Robert Indiana,, (1963-) 1980

David S. Ware
Planetary Unknown
AUM Fidelity : 2011

David S. Ware, saxophones; Cooper-Moore, piano; William Parker, bass; Muhammed Ali, drums.

We are thrilled to present the next installment of our Five Spot series, selected and described by bassist/composer/bandleader William Parker. Parker, who often references other musicians in his work, writes about five inspiring performances of significant importance to him. In Parker’s monumental new box set Wood Flute Songs, there are major compositions dedicated to several of the people discussed below (Ware; Kalaparusha; and Bang). Wood Flute Songs was recently named “#1 Archival Release of the Year” by The Wire. We highly recommend it as well!

William  Parker

William Parker. Photo by Žiga Koritnik.

1) Kalaparusha Ahra Difda AKA Maurice McIntyre, “Behold! God’s Sunshine!” (Forces and Feelings, Delmark, 1972). The late Kalaparusha Ahra Difda AKA Maurice McIntyre was one of the most important musicians who came out of the AACM. He had a New York sensibility and in his heyday was a major force in the music. This is from his second recording under his own name. The song expresses a wide range of spiritual messages, as does the entire recording — seven compositions (prayers) that, when listened to repeatedly, echo the sentiment and power of God’s Sunshine.

This is a special late sixties, early seventies music that served as a source of inspiration for the black community and all communities who could hear and feel the energy. This was part of the New Black Music in America. Kalaparusha’s saxophone playing was powerful, bright, and filed with Light. Fred Hopkins is shining throughout. In fact, all the musicians shine.
Personnel: Kalaparusha, tenor sax, clarinet, flute; Sarnie Garrett, guitar; Fred Hopkins, bass; Wesley Tyrus, drums; Rita Omolokun (Worford), vocals.

2) David S. Ware, “Shift” (Planetary Unknown, AUM Fidelity, 2011).
All the music on this album falls in the category of beautifully generous sound; it flows moment to moment. I was in the David S. Ware groups since 1981. I rarely listen to recordings once they are done; listening to this music was a surprise and revelation to me. These sounds are in the realm of true Soul music because they travel through many moods and dimensions taking us on a journey that goes directly into the soul. It is also a cathartic blues-based music that is being played in the moment without a predictable outcome.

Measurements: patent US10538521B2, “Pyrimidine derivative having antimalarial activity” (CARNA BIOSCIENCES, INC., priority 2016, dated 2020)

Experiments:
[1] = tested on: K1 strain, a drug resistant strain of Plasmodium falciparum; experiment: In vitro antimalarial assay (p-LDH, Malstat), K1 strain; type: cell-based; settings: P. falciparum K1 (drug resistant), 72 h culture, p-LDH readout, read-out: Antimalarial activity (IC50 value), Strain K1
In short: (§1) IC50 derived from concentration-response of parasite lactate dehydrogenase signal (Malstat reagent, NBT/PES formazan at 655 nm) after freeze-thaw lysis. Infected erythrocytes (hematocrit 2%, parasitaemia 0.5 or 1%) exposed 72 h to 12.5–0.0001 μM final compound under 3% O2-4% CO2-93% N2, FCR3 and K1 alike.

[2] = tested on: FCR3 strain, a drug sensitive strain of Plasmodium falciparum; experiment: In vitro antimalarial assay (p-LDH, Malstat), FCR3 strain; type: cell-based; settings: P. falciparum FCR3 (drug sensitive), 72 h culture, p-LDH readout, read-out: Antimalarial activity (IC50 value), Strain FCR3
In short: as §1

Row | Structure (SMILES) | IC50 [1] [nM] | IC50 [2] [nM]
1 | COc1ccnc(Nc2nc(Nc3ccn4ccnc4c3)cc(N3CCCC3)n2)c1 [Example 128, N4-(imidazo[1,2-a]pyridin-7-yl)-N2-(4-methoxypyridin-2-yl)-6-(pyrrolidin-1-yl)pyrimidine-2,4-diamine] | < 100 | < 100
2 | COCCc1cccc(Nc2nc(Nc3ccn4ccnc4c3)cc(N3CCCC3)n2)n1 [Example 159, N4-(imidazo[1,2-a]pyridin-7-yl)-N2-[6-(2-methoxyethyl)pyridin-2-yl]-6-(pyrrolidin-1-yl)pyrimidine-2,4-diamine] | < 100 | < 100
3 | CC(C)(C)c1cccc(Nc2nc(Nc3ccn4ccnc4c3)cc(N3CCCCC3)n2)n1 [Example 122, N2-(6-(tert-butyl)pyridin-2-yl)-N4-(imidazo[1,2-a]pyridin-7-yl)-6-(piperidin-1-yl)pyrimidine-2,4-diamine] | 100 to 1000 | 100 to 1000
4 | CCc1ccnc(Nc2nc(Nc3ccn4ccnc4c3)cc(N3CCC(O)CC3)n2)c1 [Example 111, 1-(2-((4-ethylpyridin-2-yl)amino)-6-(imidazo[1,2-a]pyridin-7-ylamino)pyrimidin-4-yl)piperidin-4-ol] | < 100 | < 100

Personnel: David S. Ware, saxophones; Cooper-Moore, piano; William Parker, bass; Muhammed Ali, drums.

3) Bill Dixon, “Velvet” (November 1981, Soul Note, 1982).
This recording is very important to me as it was recorded the same day — November 8, 1981 — I recorded an album with Cecil Taylor called Calling It the Eighth. Bill Dixon played first at the festival in Zurich, then the New Cecil Taylor unit played. Bill graciously introduced us. The music Bill played that afternoon was breathtakingly beautiful. I was convinced if the wind were to blow through a trumpet, you would have Bill Dixon.
Personnel: Bill Dixon, trumpet; Alan Silva, bass; Mario Pavone, bass; Lawrence Cook, bass.

Joe Morris/Mat Maneri
Soul Search
AUM Fidelity: 2000

4) The language Joe Morris and Mat Maneri are using expresses still another kind of landscape, and this music is beautiful in an entirely different way. They make quick changes and within each sound there is a complete musical universe.

Nothing is missing; they are transforming sound into tone. The tone changes and is held together with rhythms and melodic fragments. Listen to how it trances around itself creating a web that captures and frees at the same time.
Personnel: Joe Morris, electric guitar; Mat Maneri, electric violin.

5) Billy Bang, “Reconciliation” (Vietnam: Reflections, Justin Time, 2005).
The music on this recording meant a lot to Billy Bang. I know he put a tremendous amount of work into its preparation. Going to the Vietnam War ripped his life apart. Playing the violin helped to reconnect him with the light and the living. Billy was a great composer and visionary; his music was always emotional, spiritual, and political. He knew how to reach people. When he played the violin, he touched the core of a human being. One’s spirit could not resist being uplifted, even with the sadness expressed in the music.
Personnel: Billy Bang, violin; James Spaulding, flute, alto sax; Henry Threadgill, flute; Ted Daniel, trumpet; Butch Morris, conductor; John Hicks, piano; Curtis Lundy, bass; Michael Carvin, drums; Ron Brown, percussion; Co Boi Nguyen, vocalist; Nhan Thanh Ngo, dan tranh.

Category Five Spot, guest posts, William Parker